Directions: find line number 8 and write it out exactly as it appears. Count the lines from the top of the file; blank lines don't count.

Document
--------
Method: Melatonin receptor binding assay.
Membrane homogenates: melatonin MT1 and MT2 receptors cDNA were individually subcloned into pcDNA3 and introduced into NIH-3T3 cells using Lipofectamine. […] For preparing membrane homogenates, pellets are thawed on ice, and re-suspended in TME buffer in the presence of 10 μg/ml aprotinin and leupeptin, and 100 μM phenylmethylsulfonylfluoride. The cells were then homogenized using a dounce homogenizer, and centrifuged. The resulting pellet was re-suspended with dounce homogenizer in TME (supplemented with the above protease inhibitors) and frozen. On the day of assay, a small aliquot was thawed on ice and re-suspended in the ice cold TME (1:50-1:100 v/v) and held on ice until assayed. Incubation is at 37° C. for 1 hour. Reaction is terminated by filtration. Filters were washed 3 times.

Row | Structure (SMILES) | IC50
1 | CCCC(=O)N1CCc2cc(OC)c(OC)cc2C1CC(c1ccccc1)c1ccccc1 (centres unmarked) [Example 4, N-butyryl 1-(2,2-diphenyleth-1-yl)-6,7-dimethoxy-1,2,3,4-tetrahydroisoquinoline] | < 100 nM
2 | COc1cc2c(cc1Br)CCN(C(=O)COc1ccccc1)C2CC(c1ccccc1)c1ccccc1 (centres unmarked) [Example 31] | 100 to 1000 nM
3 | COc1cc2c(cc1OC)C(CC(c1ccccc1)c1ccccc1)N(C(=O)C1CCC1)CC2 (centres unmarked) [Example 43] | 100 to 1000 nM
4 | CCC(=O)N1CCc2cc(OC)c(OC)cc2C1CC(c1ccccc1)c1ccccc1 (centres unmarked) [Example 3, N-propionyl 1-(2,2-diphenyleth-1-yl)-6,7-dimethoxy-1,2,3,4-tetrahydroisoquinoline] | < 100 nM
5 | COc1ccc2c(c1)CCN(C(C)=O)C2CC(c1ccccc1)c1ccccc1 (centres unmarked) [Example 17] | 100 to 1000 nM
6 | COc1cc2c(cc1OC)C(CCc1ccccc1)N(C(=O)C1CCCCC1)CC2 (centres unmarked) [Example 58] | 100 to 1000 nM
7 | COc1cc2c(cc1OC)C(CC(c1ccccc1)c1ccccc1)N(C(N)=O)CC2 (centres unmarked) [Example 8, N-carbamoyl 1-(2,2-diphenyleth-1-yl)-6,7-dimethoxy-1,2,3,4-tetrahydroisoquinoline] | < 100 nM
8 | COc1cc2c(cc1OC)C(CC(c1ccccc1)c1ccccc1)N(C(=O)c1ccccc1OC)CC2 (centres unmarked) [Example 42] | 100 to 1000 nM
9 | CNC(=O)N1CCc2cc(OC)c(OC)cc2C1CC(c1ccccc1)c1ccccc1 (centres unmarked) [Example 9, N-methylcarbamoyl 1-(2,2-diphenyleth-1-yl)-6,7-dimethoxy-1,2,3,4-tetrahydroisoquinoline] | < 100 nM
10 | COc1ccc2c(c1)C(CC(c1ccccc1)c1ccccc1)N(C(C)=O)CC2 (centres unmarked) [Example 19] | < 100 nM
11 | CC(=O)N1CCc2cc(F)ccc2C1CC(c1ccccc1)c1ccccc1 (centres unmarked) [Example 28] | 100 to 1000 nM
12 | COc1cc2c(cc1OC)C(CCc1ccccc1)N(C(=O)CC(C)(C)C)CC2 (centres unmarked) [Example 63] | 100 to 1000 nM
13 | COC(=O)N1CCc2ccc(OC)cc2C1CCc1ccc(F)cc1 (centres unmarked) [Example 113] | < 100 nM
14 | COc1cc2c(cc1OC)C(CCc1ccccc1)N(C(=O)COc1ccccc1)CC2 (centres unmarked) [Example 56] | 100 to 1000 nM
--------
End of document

5 | COc1ccc2c(c1)CCN(C(C)=O)C2CC(c1ccccc1)c1ccccc1 (centres unmarked) [Example 17] | 100 to 1000 nM